My current choice of entertainment on the commute to work at the moment is the Oxford clinical handbook of pharmacy and one particular passage stood out on this particular journey.
‘It remains a disappointment that clinical pharmacy in the UK has not embraced the academic rigour seen in some countries and that the research culture inbred into junior doctors has yet to infect pharmacists in the same way.’
There is currently banding for pharmacists working within the NHS, which works in a similar fashion to that of other healthcare professionals but not for community pharmacists.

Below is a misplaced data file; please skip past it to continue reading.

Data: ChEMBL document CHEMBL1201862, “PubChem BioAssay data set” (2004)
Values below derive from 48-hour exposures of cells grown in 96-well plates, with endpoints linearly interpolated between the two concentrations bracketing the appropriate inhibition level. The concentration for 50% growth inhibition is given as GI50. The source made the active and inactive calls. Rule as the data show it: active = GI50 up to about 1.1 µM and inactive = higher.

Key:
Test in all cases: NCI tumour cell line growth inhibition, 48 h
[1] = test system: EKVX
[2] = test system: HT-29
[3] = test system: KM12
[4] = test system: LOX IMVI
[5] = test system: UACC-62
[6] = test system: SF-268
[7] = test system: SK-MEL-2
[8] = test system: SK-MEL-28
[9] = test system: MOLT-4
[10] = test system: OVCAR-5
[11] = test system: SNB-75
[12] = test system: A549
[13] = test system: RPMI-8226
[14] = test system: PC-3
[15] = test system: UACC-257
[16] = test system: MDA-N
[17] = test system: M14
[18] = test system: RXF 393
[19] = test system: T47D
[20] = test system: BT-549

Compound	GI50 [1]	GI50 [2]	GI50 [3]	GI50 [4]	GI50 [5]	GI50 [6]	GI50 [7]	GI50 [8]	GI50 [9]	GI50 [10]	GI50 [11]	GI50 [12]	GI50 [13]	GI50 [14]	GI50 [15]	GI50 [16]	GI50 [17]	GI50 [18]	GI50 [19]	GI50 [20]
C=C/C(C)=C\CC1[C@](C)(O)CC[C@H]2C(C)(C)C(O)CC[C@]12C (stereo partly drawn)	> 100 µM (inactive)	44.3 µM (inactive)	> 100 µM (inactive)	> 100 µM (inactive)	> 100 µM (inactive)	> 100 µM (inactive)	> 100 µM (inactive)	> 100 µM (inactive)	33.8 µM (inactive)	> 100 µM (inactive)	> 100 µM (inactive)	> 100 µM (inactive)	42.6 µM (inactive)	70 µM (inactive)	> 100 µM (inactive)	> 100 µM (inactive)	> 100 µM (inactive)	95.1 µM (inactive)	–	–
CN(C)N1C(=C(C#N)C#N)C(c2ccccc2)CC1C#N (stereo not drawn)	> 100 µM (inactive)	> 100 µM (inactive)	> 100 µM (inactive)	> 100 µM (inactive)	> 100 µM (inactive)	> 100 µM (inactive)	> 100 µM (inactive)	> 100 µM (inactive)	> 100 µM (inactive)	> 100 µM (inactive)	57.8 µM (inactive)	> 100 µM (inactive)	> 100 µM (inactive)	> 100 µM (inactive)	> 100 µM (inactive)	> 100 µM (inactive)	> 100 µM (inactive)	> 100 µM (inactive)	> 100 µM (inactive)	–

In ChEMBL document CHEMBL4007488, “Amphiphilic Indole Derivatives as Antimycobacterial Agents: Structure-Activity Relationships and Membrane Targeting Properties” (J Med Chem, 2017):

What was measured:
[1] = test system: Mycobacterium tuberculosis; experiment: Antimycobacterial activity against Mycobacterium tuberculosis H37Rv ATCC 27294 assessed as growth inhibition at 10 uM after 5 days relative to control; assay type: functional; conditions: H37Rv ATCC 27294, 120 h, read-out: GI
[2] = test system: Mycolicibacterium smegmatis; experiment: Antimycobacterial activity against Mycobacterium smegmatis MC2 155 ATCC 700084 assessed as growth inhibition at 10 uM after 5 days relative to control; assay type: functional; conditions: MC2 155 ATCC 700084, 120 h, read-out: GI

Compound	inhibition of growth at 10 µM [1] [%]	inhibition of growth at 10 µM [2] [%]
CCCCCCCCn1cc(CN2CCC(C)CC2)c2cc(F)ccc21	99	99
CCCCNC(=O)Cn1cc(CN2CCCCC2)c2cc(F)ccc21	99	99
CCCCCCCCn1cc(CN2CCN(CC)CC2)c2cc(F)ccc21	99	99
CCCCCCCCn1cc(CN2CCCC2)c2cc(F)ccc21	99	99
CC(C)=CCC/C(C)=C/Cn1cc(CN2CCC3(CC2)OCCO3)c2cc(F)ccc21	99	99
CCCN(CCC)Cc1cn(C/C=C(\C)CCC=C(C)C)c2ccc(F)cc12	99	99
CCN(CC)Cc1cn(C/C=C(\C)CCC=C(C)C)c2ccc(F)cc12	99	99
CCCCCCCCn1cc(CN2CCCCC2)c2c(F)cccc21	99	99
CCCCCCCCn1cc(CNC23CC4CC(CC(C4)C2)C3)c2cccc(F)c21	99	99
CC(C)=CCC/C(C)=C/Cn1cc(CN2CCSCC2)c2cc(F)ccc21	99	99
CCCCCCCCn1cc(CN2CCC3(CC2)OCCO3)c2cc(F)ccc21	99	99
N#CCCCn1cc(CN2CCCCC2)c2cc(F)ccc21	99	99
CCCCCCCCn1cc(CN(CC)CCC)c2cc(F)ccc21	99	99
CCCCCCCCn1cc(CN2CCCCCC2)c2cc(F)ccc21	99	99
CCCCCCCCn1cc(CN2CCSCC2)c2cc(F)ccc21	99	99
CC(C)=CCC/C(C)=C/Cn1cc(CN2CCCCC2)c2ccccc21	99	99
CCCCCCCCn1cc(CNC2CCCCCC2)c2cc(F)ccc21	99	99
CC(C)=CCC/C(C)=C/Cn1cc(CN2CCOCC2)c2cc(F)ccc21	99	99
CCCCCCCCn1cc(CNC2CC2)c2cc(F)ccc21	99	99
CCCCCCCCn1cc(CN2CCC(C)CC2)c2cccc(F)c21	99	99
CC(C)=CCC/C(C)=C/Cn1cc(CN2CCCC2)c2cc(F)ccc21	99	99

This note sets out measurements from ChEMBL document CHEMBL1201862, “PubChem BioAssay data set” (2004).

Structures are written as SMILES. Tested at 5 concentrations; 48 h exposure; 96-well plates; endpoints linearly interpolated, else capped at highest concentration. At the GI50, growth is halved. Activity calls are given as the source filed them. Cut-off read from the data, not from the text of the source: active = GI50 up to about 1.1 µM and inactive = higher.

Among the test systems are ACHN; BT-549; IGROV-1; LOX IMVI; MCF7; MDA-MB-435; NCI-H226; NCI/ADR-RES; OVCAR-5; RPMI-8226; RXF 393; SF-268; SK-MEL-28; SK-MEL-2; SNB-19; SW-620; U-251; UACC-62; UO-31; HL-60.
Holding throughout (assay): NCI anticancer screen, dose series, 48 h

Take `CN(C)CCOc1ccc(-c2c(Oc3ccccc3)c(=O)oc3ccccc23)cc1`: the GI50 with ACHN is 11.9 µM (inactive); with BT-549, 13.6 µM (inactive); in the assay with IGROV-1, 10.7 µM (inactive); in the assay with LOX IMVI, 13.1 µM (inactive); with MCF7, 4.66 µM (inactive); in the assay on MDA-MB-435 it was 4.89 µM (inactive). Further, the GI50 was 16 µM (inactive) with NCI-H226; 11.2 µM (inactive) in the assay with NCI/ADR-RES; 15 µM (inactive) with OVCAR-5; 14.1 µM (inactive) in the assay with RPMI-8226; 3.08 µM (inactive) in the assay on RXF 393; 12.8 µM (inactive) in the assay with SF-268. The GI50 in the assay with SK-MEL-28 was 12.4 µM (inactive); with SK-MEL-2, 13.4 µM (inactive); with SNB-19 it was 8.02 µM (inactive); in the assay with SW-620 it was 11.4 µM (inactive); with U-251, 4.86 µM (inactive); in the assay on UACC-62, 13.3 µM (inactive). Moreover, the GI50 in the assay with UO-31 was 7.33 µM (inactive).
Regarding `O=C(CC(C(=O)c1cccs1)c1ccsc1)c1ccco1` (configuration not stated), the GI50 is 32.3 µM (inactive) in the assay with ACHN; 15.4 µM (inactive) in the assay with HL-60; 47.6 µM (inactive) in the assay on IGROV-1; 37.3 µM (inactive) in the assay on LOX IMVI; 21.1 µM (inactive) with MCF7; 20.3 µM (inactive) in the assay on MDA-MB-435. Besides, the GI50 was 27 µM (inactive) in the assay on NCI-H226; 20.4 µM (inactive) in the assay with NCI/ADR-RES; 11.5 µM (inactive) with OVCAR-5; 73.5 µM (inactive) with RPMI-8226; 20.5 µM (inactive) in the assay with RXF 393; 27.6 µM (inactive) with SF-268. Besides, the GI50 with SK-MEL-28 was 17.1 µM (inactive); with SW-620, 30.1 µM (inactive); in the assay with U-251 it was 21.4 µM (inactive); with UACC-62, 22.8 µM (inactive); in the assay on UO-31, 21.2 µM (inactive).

There is a lack of clear clinical progression in the community pharmacy sector. Experienced pharmacists are undervalued and underpaid, and newly qualified pharmacists have an uneven and ambiguous progression path compared to their medical counterparts.
In the current work environment, with large multiples and supermarkets driving down Locum rates and with the steady decline in salaries due to an overpopulated sector, this is but one possible form of protection against big business blurring the job role - pharmacists are clinicians first and foremost.
Stripped to its basic point this article is about the recognition of pharmacies as an extension of the NHS care pathway.